Keefe Report: What’s In Your Holster?
Estimates indicate nearly 13 million Americans have concealed-carry permits. Why each of those armed citizens chose to go through whatever process was necessary in their jurisdictions was a personal decision, but one that reflects making up their minds to be responsible for their own personal safety. In light of terrorist attacks at home and around the world, more and more Americans are choosing to arm themselves—note the record number of NICS checks on “Black Friday” this year. And lines to apply for a CCW have been out the door at sheriffs’ offices and courthouses around the country.
But when I have asked many armed citizens over the years specifically, “Why do you carry?” the answer boiled down to being prepared in the event of criminal attack outside the home. Let’s face it, there are some seriously evil people in this world. The explosion in popularity of small, light, thin concealable .380 ACP pistols—guns in the Ruger LCP class—indicates that many armed citizens were concerned principally with a close encounter with a criminal attacker. Such guns can be fired at arm’s length, obviously, but they are not intended for the 50-yard X-ring at Camp Perry. Generally, they are suited to engaging a threat at close-quarters-battle distances.
But recent attacks by homicidal maniacs have changed the psychology of why many citizens choose to arm themselves for their personal safety. No longer is it simply a matter of your money or your life. Frankly, I am not concerned all that much about money. I can always make more of it tomorrow. But my life is a different matter. As are the lives of those I love.
Defending oneself from a thug who wants your wallet at the ATM is a different matter altogether defending yourself from an attack from a mass murderer, whether motivated by a deranged mind or flawed, perverted interpretation of faith. Simply put, that pocket .380 may not be enough gun. That is why we are seeing increased interest in slightly larger 9 mm or .45 ACP pistols with better triggers, better sights and, sometimes, slightly more sight radius amongst firearm buyers.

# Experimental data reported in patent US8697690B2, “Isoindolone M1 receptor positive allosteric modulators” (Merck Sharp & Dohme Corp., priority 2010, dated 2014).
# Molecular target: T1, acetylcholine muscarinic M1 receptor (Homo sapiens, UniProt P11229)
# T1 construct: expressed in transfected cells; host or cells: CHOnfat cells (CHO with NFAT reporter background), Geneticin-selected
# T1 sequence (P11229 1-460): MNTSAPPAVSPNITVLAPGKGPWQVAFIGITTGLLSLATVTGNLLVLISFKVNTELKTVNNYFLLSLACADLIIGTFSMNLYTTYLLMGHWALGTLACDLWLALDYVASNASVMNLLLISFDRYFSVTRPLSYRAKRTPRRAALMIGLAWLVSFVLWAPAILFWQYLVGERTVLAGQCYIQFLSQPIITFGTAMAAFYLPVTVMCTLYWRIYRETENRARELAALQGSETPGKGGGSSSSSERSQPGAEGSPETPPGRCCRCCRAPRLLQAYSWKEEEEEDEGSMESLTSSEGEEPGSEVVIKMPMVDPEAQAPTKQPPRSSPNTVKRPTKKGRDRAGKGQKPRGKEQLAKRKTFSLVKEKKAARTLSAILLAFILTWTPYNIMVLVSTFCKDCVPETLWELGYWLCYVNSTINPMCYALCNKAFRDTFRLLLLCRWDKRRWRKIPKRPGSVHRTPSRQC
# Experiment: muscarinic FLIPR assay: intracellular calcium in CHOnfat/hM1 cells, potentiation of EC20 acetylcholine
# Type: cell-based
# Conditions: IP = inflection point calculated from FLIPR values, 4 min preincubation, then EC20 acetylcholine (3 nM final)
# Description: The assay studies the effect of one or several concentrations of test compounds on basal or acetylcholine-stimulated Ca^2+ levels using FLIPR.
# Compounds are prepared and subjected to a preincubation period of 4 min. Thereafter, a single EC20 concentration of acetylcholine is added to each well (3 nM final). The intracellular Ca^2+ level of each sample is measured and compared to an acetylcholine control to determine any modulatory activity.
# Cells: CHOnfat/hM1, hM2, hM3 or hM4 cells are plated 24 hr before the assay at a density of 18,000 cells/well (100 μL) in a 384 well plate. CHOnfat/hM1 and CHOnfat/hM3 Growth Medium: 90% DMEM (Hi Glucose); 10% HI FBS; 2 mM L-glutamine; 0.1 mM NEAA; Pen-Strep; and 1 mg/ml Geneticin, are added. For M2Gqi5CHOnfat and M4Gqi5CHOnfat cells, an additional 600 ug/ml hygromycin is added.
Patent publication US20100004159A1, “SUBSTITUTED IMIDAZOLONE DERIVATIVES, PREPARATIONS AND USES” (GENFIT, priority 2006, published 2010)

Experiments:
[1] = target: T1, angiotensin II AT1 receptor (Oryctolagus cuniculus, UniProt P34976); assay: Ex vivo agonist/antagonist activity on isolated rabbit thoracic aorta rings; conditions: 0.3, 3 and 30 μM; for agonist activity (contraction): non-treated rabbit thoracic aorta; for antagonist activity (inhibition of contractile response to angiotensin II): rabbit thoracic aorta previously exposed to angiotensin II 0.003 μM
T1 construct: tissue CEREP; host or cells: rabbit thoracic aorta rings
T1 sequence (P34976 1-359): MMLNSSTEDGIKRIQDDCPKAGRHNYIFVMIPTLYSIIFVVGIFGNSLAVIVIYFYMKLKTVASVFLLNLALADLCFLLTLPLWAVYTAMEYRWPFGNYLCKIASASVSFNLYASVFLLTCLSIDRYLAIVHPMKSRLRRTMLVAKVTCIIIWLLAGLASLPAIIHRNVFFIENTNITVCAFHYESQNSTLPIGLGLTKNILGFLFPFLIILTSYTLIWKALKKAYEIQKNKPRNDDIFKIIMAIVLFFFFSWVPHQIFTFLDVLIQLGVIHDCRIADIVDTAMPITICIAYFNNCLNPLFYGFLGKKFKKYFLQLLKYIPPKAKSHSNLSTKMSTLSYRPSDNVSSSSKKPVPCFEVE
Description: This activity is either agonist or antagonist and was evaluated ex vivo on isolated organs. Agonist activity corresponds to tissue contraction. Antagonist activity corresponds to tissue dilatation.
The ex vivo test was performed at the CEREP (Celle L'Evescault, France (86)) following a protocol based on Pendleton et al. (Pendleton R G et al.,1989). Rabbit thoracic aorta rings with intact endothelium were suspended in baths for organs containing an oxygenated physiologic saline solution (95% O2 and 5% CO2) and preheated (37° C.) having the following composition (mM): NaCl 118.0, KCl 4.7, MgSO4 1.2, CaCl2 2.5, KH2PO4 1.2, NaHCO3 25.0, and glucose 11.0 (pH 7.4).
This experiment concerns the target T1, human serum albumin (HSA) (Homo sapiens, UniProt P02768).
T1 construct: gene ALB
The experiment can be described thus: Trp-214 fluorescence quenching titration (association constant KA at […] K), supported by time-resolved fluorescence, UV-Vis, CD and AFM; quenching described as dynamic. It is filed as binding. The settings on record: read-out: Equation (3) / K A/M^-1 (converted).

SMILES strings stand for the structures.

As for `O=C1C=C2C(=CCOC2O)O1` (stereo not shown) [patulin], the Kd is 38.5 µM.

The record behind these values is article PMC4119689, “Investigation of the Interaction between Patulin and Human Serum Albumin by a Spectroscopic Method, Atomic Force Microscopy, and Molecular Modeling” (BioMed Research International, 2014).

Anecdotally, more Americans are moving to a larger defensive handguns, guns in the Glock 19 class for double stacks and Colt Lightweight Commanders in single stacks. One friend who used to carry a pocket Walther, only occasionally despite having had a CCW for decades, now goes about with a full-sized Glock 17—and a spare magazine—any time he goes out. The role of the lawfully armed citizen in the event of an attack by murderous maniacs bent on the maximum mayhem, destruction and loss of life they can possibly inflict is very different from that of a law-enforcement officer. The armed citizen is under no obligation to rush toward the threat. But if the threat comes to him or her, that person needs to have the right defensive tool. I know a guy that can double-tap a silhouette target at 25 yards with his .32 Seecamp. I’m not that guy.
A gun with sufficient power to stop a threat and with sights and a trigger good enough to accurately place rounds on target across a courtyard or room is requisite. With possible engagement distances opening up and the potential need to stop multiple attackers, what’s in your holster?